HONG KONG — Asian stocks advanced Friday after a report that U.S. manufacturing activity jumped last month, raising hopes of a rebound in industrial production that would bolster growth in the world’s biggest economy.
Investors were pleased after the Institute for Supply Management’s purchasing managers’ index rose much higher than expected in July. They were also optimistic ahead of key U.S. data releases expected later Friday that they hoped would add further evidence of a strengthening U.S. recovery.
“Holy smokes,” economists at Singapore’s DBS Bank wrote in a research note. They noted that the report comes after other recent upbeat U.S. data, including second-quarter growth that was better than expected and a surge in durable goods orders.
“Payrolls and the unemployment rate are on tap today. If these green shoots — or rocket ships in the case of the ISM — spill over to the labor market, there’s going to be a party at the Fed. And on Pennsylvania Avenue. Wall Street.”
Japan’s Nikkei 225 index rose 1.4 percent to 14,203.02. Hong Kong’s Hang Seng added 0.5 percent to 22,201.85 while in mainland China, the Shanghai Composite Index rose 0.8 percent to 2,046.59.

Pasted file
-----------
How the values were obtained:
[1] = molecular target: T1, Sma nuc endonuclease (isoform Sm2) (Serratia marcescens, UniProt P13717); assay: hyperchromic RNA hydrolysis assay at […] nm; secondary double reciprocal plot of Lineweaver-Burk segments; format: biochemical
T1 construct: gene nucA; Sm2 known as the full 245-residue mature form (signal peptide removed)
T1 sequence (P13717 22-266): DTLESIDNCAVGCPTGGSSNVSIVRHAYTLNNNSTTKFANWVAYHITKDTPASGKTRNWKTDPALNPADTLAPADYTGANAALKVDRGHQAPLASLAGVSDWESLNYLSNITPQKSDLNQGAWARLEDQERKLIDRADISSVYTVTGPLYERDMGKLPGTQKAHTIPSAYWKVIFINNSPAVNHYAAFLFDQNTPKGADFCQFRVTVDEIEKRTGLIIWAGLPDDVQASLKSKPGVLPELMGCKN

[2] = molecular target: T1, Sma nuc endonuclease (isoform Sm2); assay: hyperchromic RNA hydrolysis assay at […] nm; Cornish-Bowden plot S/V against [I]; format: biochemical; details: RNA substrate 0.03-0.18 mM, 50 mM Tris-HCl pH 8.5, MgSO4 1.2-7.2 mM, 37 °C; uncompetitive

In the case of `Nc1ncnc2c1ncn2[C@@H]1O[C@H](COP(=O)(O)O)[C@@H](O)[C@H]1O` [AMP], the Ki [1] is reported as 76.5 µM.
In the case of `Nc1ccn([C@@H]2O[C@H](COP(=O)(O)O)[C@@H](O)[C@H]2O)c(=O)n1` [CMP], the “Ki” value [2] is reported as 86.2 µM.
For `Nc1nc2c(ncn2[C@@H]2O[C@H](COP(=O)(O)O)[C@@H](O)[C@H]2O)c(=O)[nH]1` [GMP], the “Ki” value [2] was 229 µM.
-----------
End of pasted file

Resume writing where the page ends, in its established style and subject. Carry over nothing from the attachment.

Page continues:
South Korea’s Kospi was up 0.4 percent to 1,928.76 and Australia’s S&P/ASX 200 climbed 0.9 percent to 5,105.60.
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On Thursday, the Dow Jones industrial average rose 0.8 percent to close at 15,628.02. The broader Standard & Poor’s 500 index gained 1.3 percent to 1,706.87 while the Nasdaq composite index rose 1.4 percent to 3,675.74.
Benchmark crude for August delivery was up 72 cents to $108.61 a barrel in electronic trading on the New York Mercantile Exchange. The contract rose $1.86 to close at $107.89 a barrel on the Nymex on Thursday.
In currencies, the euro rose to $1.3215 from $1.3206 late Thursday. The dollar fell to 99.42 Japanese yen from 99.49 yen.